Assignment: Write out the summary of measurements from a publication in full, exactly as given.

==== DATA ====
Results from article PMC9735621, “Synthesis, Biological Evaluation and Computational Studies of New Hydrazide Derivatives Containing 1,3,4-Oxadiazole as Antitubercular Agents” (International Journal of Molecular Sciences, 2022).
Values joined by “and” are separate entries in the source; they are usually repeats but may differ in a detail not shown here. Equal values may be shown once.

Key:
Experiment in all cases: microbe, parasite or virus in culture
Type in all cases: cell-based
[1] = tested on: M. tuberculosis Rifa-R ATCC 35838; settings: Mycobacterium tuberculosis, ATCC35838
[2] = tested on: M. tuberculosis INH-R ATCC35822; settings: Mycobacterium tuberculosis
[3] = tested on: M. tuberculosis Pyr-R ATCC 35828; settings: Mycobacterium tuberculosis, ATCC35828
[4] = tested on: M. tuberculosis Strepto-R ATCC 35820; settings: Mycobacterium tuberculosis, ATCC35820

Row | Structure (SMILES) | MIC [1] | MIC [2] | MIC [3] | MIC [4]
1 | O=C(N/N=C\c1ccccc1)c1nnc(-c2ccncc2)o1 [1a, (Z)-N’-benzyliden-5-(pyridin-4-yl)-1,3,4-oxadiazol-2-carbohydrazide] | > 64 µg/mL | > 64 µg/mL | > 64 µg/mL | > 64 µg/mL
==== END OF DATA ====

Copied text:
Results from article PMC9735621, “Synthesis, Biological Evaluation and Computational Studies of New Hydrazide Derivatives Containing 1,3,4-Oxadiazole as Antitubercular Agents” (International Journal of Molecular Sciences, 2022).
Values joined by “and” are separate entries in the source; they are usually repeats but may differ in a detail not shown here. Equal values may be shown once.

Key:
Experiment in all cases: microbe, parasite or virus in culture
Type in all cases: cell-based
[1] = tested on: M. tuberculosis Rifa-R ATCC 35838; settings: Mycobacterium tuberculosis, ATCC35838
[2] = tested on: M. tuberculosis INH-R ATCC35822; settings: Mycobacterium tuberculosis
[3] = tested on: M. tuberculosis Pyr-R ATCC 35828; settings: Mycobacterium tuberculosis, ATCC35828
[4] = tested on: M. tuberculosis Strepto-R ATCC 35820; settings: Mycobacterium tuberculosis, ATCC35820

Row | Structure (SMILES) | MIC [1] | MIC [2] | MIC [3] | MIC [4]
1 | O=C(N/N=C\c1ccccc1)c1nnc(-c2ccncc2)o1 [1a, (Z)-N’-benzyliden-5-(pyridin-4-yl)-1,3,4-oxadiazol-2-carbohydrazide] | > 64 µg/mL | > 64 µg/mL | > 64 µg/mL | > 64 µg/mL